Dig In to the issue using ICPL databases

The group of Iowans demonstrating against the Bakken oil pipeline are putting up a last-ditch effort (sorry, couldn't resist) with their non-violent protest.  But I have a feeling the only real chance they have of stopping the construction relies on their challenge of the state's use of eminent domain to obtain land for it.  I wanted to dig into this issue  (I can't stop) of eminent domain a bit more.  All I really knew is that property owners are entitled to "just compensation" and that the property should be for public use.   I was curious how the utilities board can use eminent domain for a pipeline that doesn't seem to have any direct benefit to the people of Iowa other than some temporary jobs and future tax revenue.

I searched the ICPL catalog for magazine articles to find out  more.   These articles are drawn from one of our online research sources called the EbscoHost Magazine Index, which encompasses multiple databases that cover a wide range of topics and which contain full-text articles, citations, and abstracts from sources such as newspapers, periodicals and newswires. While you can search right from our catalog, if you use the link from our online research page, you get a more complete interface with lots of options for narrowing  your search including source (magazines, newspapers, academic articles etc),  publication date and secondary subjects (property rights, land use, judgements ...).

Using this resource I was able to gain quite a bit more understanding about some of the key court cases, issues and even terminology surrounding this topic.  One interesting factor that I learned is that there is a lot of murk around what is considered a "taking".  It does not necessarily involve the purchase of land, nor does it even necessarily mean physical property.  It can revolve around the extent to which government regulation of private property reduces it's value.  Or even the extent that property adjacent or nearby the taken property is reduced.  Another big question is what constitutes "public use".   Many of the articles I read referred to the  state of disarray in "takings clause jurisprudence".   I got the impression that the courts generally have been reluctant to sort out many of these issues, generally deferring to elected officials.  There are quite a few cases where land has been seized by local governments just to be sold to private developers or given to corporations.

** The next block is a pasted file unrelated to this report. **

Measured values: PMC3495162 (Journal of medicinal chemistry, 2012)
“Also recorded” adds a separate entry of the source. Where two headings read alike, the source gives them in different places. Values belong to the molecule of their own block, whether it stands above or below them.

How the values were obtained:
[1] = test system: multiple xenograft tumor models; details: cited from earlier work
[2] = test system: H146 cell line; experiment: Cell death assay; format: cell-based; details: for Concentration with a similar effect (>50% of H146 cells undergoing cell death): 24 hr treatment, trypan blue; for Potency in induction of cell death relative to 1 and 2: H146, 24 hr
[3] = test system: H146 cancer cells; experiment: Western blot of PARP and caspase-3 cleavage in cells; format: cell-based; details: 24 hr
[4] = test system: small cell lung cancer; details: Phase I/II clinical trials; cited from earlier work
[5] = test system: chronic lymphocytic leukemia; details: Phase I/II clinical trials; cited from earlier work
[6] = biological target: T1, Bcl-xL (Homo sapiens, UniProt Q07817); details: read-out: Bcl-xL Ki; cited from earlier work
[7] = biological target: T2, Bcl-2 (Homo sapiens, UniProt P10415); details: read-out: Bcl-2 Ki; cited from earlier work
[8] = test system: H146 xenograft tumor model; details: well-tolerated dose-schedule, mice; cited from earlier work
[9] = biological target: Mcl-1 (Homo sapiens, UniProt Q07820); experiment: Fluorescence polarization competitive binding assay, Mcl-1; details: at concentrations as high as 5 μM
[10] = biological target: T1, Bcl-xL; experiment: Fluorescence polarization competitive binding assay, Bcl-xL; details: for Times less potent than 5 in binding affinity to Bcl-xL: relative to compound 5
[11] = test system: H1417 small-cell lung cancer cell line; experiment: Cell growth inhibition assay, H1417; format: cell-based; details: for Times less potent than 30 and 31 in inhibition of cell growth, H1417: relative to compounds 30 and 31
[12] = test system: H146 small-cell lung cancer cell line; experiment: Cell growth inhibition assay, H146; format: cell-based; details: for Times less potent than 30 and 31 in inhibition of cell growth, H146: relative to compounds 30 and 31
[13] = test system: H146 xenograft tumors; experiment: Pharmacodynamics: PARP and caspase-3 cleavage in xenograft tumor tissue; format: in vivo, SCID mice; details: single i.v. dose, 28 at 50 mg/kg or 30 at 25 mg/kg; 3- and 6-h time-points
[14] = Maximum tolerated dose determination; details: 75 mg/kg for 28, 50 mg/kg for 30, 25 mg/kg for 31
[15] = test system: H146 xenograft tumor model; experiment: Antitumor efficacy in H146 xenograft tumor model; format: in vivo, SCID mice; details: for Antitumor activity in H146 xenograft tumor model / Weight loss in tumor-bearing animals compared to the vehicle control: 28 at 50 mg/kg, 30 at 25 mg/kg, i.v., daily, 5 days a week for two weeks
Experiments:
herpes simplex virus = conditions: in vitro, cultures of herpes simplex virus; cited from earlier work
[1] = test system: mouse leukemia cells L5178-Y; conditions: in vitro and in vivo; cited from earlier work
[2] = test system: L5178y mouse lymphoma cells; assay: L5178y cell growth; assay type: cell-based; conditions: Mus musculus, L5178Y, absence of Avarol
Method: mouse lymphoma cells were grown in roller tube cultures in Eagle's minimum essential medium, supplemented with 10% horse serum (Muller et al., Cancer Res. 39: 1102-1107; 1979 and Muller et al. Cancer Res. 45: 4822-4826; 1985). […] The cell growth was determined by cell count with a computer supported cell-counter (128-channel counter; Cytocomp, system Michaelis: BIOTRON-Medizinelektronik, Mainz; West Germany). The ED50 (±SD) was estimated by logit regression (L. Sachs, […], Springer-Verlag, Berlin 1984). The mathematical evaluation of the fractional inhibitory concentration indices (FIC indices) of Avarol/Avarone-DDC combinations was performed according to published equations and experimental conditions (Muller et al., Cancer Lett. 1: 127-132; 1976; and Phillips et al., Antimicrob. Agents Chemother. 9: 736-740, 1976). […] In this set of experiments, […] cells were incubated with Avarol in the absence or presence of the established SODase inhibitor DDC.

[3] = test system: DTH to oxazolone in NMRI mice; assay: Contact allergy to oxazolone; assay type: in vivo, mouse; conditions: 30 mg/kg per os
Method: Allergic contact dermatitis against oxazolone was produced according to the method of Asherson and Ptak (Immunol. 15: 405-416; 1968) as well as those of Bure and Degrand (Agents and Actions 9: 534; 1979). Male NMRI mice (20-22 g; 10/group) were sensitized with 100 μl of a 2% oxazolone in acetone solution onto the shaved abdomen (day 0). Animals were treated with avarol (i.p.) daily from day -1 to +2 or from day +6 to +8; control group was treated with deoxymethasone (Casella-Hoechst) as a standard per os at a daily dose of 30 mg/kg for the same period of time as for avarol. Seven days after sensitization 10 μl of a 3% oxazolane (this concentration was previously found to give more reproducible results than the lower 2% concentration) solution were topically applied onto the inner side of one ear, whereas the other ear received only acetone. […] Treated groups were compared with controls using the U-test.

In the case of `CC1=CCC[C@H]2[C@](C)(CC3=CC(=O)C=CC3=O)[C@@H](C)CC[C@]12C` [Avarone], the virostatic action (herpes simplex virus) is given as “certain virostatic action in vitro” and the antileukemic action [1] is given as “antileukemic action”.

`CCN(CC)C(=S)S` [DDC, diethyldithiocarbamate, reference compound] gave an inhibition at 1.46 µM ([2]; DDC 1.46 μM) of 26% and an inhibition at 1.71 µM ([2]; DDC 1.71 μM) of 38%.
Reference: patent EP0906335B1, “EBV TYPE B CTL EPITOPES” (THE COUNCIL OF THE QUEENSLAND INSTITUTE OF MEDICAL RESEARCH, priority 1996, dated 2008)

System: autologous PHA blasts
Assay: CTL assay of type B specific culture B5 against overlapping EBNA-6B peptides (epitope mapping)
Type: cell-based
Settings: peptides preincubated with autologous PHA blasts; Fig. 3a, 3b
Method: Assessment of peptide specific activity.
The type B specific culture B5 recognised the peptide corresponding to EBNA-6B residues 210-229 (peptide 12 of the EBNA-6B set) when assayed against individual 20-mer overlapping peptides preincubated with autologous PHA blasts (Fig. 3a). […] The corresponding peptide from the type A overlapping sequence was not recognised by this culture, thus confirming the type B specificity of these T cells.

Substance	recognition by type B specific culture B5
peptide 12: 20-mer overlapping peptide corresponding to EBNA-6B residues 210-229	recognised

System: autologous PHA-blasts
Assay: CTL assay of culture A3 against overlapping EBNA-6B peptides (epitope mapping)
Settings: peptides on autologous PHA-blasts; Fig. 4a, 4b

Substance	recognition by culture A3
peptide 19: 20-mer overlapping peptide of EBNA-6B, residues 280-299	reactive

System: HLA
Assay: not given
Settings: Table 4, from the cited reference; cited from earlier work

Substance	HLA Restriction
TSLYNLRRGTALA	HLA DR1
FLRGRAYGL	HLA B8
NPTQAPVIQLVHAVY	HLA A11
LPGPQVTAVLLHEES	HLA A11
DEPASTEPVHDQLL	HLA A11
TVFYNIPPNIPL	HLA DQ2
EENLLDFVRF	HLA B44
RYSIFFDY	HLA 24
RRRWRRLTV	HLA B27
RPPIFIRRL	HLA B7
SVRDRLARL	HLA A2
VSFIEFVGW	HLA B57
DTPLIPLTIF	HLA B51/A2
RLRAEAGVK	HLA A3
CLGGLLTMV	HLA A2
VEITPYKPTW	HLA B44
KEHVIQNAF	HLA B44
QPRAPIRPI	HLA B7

Here are a few interesting articles I came across:

  • In "Your Raisins or Your Life" [Lane III, William K. Harvard Journal of Law & Public Policy. 2015, Vol. 38 Issue 2, p761-779. 19p], the author presents an analysis of a very interesting case called Horne V . U.S. Department Of Agriculture.  Evidently, there was a Raisin Administrative Committee (RAC) that would take a large portion of every raisin crop from raisin producers and dispose of the raisins however they saw fit.  The raisin-raisin' Horne family decided to fight back and stopped giving up their raisins.  Although they lost in the lower court, the supreme court sided with them.  I believe the RAC has been dismantled as a result.
  • "The intersection of the takings clause and rising sea levels: Justice O'Connor's Concurrence in Palazzolo Could Prevent Climate Change Chaos" [Applegate, Devon. Boston College Environmental Affairs Law Review. 2016, Vol. 43 Issue 2, p511-540. 30p].  OK I didn't read this whole article and most of the finer points about the takings law are over my  head, but I found the idea that eminent domain will play such a huge role in dealing with global climate change interesting.
  • In "The Taking of Dead Horse Hollow: Eminent Domain Abuse" [Moriarty, Marilyn. Antioch Review. Spring2013, Vol. 71 Issue 2, p208-222. 15p. ],  Moriarty chronicles the decades-long ordeal that a Virginia rancher went through over the use of his land.

Although far from an expert, perusing the articles in this database gave me some good insight into some of the interesting threads concerning the use of eminent domain.  It will be interesting to see what happens in the Bakken pipeline court case in December.  If you decide you need to find out more about a local issue, you might consider trying out this valuable ICPL resource.  And if we ever decide we need to raid your private book collection for the public good, we promise not to sell them to a bookstore.  ; )

Recent News

Add new comment